The following pages describe the historical circumstances that give rise to locally oriented, defensive environmentalism and globally oriented, altruistic environmentalism. The final section of the paper describes the dynamic in the aftermath of focusing events that, theoretically, should bring local together with global environmentalism in a sustainable development state.
In the 20th century, both social and ecological theorists created theories to explain how communities of organisms change as their populations grow and over time transform their places of residence. Social scientists referred to these intellectual constructs as theories of development while natural scientists referred to them as theories of succession. Both theories, as outlined below, postulate the emergence of specific types of defensive environmentalism as communities grow in size over time.
Social scientists concerned with development, beginning with Emile Durkheim (1893) and modernization theorists (Inglehart and Baker 2000), outlined a theory about how population growth alters the structure of societies. This theory traces out how changes in individuals and small groups stem from and respond to changes in the larger structure of societies as people become more numerous. Durkheim argues that population growth intensifies competition between individuals for resources, and under competitive pressures, people begin to specialize in particular occupations. With increased specialization, people become more productive, more interdependent, and more interested in limiting the number of their offspring. Specialization also lays the foundation for gains from trade. The comparative advantages from trade become more compeling, and spatial scale of economies expand in what has come to be known as globalization. As workforces begin to produce for larger markets, societies industrialize and urbanize. With people living at greater densities and generating larger economic surpluses, elites organize governments to provide a wide variety of services and, among other things, centralize power.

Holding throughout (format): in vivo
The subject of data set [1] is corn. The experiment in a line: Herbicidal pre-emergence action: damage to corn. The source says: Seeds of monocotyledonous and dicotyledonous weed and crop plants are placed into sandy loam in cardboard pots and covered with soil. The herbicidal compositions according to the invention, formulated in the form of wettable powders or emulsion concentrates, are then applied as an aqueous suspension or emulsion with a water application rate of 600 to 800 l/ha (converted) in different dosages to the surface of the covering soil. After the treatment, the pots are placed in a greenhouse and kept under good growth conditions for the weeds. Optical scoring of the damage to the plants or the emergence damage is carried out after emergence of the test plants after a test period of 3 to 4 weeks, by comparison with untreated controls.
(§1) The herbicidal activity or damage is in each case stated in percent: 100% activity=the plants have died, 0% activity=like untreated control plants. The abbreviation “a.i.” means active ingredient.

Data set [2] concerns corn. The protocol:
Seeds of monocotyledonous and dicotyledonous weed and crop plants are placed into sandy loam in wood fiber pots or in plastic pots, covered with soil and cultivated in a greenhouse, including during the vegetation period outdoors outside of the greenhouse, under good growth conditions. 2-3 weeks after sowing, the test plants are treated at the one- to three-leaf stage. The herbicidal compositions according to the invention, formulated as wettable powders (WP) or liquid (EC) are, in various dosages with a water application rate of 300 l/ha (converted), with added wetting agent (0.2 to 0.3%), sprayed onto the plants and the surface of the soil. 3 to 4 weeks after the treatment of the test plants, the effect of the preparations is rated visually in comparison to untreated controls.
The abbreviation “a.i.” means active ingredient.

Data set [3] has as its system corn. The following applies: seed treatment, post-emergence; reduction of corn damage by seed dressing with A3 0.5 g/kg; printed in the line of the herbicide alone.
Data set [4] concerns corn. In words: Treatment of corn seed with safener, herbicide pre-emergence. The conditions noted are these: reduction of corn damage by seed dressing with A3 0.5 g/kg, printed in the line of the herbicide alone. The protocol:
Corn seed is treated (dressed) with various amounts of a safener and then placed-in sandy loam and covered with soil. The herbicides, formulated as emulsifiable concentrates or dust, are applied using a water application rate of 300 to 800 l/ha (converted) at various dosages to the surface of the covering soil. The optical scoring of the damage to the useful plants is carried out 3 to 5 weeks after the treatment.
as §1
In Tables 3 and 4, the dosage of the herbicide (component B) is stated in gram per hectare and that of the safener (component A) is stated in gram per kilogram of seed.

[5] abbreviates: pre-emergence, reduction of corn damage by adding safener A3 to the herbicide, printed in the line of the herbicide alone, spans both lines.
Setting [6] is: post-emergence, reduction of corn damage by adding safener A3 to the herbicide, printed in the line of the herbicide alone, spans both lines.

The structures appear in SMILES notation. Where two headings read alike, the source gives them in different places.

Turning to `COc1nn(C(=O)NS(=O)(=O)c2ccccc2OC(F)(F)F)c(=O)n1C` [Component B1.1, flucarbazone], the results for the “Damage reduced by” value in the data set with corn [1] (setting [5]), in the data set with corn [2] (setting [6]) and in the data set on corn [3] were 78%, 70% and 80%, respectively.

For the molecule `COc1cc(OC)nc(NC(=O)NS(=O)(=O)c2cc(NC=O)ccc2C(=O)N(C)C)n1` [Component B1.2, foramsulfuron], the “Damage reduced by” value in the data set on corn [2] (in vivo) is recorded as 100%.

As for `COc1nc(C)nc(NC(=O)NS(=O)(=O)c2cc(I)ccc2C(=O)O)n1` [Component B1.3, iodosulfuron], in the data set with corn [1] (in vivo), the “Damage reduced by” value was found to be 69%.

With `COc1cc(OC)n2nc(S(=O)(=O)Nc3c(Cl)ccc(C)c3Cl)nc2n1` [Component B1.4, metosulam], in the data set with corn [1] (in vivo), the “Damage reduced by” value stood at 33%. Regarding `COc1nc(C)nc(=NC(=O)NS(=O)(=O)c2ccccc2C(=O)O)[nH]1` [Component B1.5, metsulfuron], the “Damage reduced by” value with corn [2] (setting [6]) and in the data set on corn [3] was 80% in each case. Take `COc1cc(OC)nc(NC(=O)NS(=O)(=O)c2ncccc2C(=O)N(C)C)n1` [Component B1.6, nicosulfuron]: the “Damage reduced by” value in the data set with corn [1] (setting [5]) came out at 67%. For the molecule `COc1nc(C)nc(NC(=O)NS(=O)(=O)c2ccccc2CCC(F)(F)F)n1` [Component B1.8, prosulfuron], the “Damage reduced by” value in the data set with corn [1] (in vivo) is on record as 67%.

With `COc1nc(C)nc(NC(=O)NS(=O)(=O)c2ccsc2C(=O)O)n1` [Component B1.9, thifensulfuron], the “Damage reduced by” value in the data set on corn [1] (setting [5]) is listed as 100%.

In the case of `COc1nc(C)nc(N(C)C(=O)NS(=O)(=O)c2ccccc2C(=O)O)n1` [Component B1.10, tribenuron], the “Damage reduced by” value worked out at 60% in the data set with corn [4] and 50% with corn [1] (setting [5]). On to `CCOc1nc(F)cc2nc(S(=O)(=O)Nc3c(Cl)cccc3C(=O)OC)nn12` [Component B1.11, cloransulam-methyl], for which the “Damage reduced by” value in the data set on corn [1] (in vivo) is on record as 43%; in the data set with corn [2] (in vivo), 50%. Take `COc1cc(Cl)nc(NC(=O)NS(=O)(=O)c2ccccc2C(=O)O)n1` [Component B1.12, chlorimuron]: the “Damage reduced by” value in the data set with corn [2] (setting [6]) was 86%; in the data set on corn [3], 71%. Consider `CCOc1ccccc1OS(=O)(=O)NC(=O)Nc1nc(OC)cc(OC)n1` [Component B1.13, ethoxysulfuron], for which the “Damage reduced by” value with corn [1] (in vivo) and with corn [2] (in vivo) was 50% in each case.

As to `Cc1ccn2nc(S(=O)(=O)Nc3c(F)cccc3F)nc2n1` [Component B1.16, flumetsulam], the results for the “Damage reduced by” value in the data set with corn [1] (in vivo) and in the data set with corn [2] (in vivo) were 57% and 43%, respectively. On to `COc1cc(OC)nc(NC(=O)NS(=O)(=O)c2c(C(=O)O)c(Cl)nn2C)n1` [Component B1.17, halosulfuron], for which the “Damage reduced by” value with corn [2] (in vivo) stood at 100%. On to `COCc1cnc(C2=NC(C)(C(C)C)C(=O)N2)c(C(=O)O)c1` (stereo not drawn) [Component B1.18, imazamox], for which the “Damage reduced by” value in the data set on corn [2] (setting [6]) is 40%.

A venerable theoretical tradition in ecology describes an analogous set of changes that occur in ecological communities as they age. This line of theorizing begins with Frederic Clement’s (1916) theory of succession, gets synthesized in Eugene Odum’s (1969) work, and receives its most recent expression in the study of ‘patch dynamics’ (Wu and Loucks 1995). In the early 20th century, Frederic Clements (1916) outlined the pattern of changes that plant communities experience after a large scale disturbance occurs. Later in the 20th century, ecologists, most notably Eugene Odum, began theorizing, much like Clement, about patterns of change over time in ecosystems. Odum summarized these patterns in a widely read 1969 article, entitled “The Strategy of Ecosystem Development” (Odum 1969). He outlined a series of changes in the structure of ecosystems as they undergo ‘development’, in other words as they progress from aggregations of r-selected, pioneering species that reproduce and occupy sites rapidly after a disturbance to older, well-established communities of organisms. Odum pointed out how, in the absence of disturbances, communities become over time more spatially heterogeneous with larger amounts of biomass, more specialist, ‘K’ selected species which are slow to reproduce, and nutrient flows that nourish larger amounts of biomass. For Odum these trends, taken together, indicated that ecosystems frequently progress in orderly fashion from ‘developmental’ to ‘mature’ stages of growth. He went so far as to endow ecosystems, at least metaphorically, with ‘strategies’.